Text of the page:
RIM has announced that the BlackBerry 10 operating system will not launch until 2013, during a disastrous quarterly earnings report for the company
The Waterloo-based giant admitted that work on the OS had taken longer than anticipated and no that handsets bearing the software will launch before the year is out.
RIM had previously pledged to bring the next-generation software, thought to be the only thing which can save it from the smartphone abyss, to handsets before 2012 came to a close.
CEO Thorsten Heins remains bullish, but with his company desperately in need of some positive news, this announcement is a staggering blow that will send its ever-dwindling share price further into the doldrums.
Heins said: "RIM's development teams are relentlessly focussed on ensuring the quality and reliability of the platform and I will not compromise the product by delivering it before it is ready. I am confident that the first BlackBerry 10 smartphones will provide a ground-breaking next generation smartphone user experience.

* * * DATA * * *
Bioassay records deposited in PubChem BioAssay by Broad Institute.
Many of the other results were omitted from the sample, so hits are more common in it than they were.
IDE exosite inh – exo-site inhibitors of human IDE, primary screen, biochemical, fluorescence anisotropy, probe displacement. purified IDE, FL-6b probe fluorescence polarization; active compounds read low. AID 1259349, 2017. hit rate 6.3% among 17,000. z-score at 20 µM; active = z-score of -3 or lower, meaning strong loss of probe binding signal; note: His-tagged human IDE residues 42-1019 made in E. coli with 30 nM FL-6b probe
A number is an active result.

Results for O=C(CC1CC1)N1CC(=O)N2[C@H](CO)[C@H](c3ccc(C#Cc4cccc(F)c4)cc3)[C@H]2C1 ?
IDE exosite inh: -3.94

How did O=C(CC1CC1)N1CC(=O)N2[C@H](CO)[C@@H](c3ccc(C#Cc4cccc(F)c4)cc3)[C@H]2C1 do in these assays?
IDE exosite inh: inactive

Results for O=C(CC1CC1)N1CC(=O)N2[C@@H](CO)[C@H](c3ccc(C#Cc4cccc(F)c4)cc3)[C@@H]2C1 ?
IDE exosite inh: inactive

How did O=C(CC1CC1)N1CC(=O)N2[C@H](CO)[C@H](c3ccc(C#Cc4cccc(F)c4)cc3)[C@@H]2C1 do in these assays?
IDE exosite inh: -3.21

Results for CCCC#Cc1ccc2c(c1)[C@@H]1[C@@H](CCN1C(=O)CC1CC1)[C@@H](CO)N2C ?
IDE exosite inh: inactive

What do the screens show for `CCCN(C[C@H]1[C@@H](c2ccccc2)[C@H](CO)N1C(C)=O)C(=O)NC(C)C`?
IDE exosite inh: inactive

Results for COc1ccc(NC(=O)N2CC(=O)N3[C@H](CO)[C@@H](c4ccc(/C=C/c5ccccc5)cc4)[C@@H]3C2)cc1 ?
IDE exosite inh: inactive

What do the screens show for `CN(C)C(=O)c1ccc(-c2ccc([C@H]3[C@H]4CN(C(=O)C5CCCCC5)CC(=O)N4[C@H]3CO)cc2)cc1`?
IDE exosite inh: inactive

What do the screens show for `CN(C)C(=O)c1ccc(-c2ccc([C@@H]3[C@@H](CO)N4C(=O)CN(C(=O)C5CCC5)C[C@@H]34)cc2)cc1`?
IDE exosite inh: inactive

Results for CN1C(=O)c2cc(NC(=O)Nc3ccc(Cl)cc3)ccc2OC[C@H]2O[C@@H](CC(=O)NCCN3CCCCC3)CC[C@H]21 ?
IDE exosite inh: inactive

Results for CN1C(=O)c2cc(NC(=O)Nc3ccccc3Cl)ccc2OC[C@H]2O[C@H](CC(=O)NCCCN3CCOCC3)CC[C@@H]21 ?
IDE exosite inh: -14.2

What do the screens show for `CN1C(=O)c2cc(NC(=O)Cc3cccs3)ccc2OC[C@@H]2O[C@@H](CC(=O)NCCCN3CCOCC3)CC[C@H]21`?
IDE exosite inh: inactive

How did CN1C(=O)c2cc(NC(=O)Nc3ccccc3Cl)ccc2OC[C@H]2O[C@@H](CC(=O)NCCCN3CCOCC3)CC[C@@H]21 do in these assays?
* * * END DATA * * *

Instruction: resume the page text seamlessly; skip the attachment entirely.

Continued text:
"The reception of the BlackBerry 10 platform by our key carrier partners has been very positive and they are looking forward to going to market with BlackBerry 10 smartphones in the first quarter of calendar 2013."
RIM's quarterly earnings report for the three months ending June 2 was expected to bring terrible news for investors, but the figures appear to be way worse than even Wall Street had predicted.
Revenues are down 42 per cent to $2.81 billion, which means a loss of $518m and a grand total of 99 cents lost on every share during the period.
The company's shipments are also way down on the previous quarter. In the first three months of the year 11.1m BlackBerrys were sold, in the second three months that number dropped to 7.8m.
Shares are down 15 per cent in after-hours trading and it would not be a surprise to see those numbers fall further when shareholders wake-up with sore heads on Friday morning.
More jobs to go
To top it all off, RIM also announced that the already-underway restructuring effort will now see a total cull of 5,000 jobs.
The big question now is can the company survive in its current form until the first BB10 handsets reach the hands of its remaining loyal users?
That lifeboat in the middle of the shark-infested ocean now seems a lot further away.